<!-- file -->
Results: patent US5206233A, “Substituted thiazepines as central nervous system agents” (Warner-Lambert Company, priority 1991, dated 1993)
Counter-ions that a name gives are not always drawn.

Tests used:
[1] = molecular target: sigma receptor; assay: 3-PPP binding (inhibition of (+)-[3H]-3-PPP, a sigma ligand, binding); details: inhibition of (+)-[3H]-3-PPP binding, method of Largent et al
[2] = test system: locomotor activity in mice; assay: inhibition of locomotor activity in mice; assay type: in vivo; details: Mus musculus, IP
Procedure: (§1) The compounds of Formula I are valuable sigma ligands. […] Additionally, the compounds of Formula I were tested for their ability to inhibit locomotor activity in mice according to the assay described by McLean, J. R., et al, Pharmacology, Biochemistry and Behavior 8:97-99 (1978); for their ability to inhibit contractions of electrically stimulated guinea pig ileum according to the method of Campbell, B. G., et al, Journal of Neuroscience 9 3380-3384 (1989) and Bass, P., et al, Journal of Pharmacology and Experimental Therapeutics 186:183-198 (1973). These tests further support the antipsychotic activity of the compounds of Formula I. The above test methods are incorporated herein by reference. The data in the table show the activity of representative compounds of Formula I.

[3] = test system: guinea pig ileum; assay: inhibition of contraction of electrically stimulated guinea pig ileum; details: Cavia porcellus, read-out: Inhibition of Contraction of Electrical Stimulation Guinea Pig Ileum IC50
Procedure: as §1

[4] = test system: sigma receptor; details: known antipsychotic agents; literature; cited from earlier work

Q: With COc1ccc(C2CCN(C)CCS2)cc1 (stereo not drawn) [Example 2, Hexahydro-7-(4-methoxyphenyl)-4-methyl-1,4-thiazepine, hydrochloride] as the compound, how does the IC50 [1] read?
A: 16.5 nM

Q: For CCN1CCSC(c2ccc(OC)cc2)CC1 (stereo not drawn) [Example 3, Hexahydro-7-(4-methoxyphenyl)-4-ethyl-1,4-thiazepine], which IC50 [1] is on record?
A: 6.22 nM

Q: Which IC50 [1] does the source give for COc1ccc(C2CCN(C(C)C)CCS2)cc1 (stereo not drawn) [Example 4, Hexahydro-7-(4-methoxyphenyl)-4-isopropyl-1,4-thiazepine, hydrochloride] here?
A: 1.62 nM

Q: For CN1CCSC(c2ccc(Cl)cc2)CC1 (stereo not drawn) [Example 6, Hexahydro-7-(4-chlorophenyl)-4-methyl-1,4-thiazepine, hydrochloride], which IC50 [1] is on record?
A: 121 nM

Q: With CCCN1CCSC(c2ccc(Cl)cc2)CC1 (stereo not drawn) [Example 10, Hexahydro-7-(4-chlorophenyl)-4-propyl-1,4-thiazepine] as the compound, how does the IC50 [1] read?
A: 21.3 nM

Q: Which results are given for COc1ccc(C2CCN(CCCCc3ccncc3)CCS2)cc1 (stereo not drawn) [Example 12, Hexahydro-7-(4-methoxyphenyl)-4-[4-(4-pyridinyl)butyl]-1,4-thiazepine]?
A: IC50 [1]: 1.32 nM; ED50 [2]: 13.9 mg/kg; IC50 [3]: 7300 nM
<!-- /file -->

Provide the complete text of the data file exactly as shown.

Results: patent US5206233A, “Substituted thiazepines as central nervous system agents” (Warner-Lambert Company, priority 1991, dated 1993)
Counter-ions that a name gives are not always drawn.

Tests used:
[1] = molecular target: sigma receptor; assay: 3-PPP binding (inhibition of (+)-[3H]-3-PPP, a sigma ligand, binding); details: inhibition of (+)-[3H]-3-PPP binding, method of Largent et al
[2] = test system: locomotor activity in mice; assay: inhibition of locomotor activity in mice; assay type: in vivo; details: Mus musculus, IP
Procedure: (§1) The compounds of Formula I are valuable sigma ligands. […] Additionally, the compounds of Formula I were tested for their ability to inhibit locomotor activity in mice according to the assay described by McLean, J. R., et al, Pharmacology, Biochemistry and Behavior 8:97-99 (1978); for their ability to inhibit contractions of electrically stimulated guinea pig ileum according to the method of Campbell, B. G., et al, Journal of Neuroscience 9 3380-3384 (1989) and Bass, P., et al, Journal of Pharmacology and Experimental Therapeutics 186:183-198 (1973). These tests further support the antipsychotic activity of the compounds of Formula I. The above test methods are incorporated herein by reference. The data in the table show the activity of representative compounds of Formula I.

[3] = test system: guinea pig ileum; assay: inhibition of contraction of electrically stimulated guinea pig ileum; details: Cavia porcellus, read-out: Inhibition of Contraction of Electrical Stimulation Guinea Pig Ileum IC50
Procedure: as §1

[4] = test system: sigma receptor; details: known antipsychotic agents; literature; cited from earlier work

Q: With COc1ccc(C2CCN(C)CCS2)cc1 (stereo not drawn) [Example 2, Hexahydro-7-(4-methoxyphenyl)-4-methyl-1,4-thiazepine, hydrochloride] as the compound, how does the IC50 [1] read?
A: 16.5 nM

Q: For CCN1CCSC(c2ccc(OC)cc2)CC1 (stereo not drawn) [Example 3, Hexahydro-7-(4-methoxyphenyl)-4-ethyl-1,4-thiazepine], which IC50 [1] is on record?
A: 6.22 nM

Q: Which IC50 [1] does the source give for COc1ccc(C2CCN(C(C)C)CCS2)cc1 (stereo not drawn) [Example 4, Hexahydro-7-(4-methoxyphenyl)-4-isopropyl-1,4-thiazepine, hydrochloride] here?
A: 1.62 nM

Q: For CN1CCSC(c2ccc(Cl)cc2)CC1 (stereo not drawn) [Example 6, Hexahydro-7-(4-chlorophenyl)-4-methyl-1,4-thiazepine, hydrochloride], which IC50 [1] is on record?
A: 121 nM

Q: With CCCN1CCSC(c2ccc(Cl)cc2)CC1 (stereo not drawn) [Example 10, Hexahydro-7-(4-chlorophenyl)-4-propyl-1,4-thiazepine] as the compound, how does the IC50 [1] read?
A: 21.3 nM

Q: Which results are given for COc1ccc(C2CCN(CCCCc3ccncc3)CCS2)cc1 (stereo not drawn) [Example 12, Hexahydro-7-(4-methoxyphenyl)-4-[4-(4-pyridinyl)butyl]-1,4-thiazepine]?
A: IC50 [1]: 1.32 nM; ED50 [2]: 13.9 mg/kg; IC50 [3]: 7300 nM